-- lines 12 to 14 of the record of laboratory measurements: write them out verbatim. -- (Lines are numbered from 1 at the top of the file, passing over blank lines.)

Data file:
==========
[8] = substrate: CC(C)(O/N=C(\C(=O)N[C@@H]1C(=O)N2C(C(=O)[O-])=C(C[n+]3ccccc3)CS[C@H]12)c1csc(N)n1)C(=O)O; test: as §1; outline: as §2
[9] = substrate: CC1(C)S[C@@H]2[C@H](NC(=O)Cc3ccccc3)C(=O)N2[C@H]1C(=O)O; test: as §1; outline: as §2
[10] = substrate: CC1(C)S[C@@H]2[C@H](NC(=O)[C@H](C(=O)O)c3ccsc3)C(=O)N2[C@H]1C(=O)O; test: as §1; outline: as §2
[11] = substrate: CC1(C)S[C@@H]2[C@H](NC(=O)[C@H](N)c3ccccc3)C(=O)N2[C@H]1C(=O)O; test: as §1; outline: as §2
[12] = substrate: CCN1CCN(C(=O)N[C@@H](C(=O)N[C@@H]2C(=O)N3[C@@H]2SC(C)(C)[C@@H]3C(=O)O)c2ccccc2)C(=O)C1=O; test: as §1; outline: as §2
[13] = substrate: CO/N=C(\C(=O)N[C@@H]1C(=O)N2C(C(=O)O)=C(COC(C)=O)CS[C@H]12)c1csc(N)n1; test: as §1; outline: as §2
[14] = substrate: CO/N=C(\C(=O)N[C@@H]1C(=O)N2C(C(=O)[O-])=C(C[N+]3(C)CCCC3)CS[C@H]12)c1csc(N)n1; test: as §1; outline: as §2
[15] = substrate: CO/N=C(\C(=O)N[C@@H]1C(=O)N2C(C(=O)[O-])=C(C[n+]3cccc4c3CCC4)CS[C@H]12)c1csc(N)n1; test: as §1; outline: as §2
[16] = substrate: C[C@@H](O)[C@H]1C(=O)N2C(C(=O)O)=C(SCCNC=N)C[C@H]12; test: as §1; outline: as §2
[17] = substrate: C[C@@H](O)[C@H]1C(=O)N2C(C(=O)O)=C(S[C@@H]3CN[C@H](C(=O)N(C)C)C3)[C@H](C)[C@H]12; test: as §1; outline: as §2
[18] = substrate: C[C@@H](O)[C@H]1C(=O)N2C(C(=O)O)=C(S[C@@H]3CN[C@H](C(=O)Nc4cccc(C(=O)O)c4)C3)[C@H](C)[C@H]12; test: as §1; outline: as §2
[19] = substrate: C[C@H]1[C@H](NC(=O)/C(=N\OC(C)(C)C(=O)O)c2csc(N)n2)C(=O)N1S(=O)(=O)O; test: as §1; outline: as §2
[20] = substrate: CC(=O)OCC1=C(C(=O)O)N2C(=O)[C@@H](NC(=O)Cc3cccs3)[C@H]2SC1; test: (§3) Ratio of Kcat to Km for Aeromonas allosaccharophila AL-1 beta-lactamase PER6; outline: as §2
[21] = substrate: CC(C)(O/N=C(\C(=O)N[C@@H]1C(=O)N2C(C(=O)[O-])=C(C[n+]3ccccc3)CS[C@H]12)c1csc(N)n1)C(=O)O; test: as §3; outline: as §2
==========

[19] = substrate: C[C@H]1[C@H](NC(=O)/C(=N\OC(C)(C)C(=O)O)c2csc(N)n2)C(=O)N1S(=O)(=O)O; test: as §1; outline: as §2
[20] = substrate: CC(=O)OCC1=C(C(=O)O)N2C(=O)[C@@H](NC(=O)Cc3cccs3)[C@H]2SC1; test: (§3) Ratio of Kcat to Km for Aeromonas allosaccharophila AL-1 beta-lactamase PER6; outline: as §2
[21] = substrate: CC(C)(O/N=C(\C(=O)N[C@@H]1C(=O)N2C(C(=O)[O-])=C(C[n+]3ccccc3)CS[C@H]12)c1csc(N)n1)C(=O)O; test: as §3; outline: as §2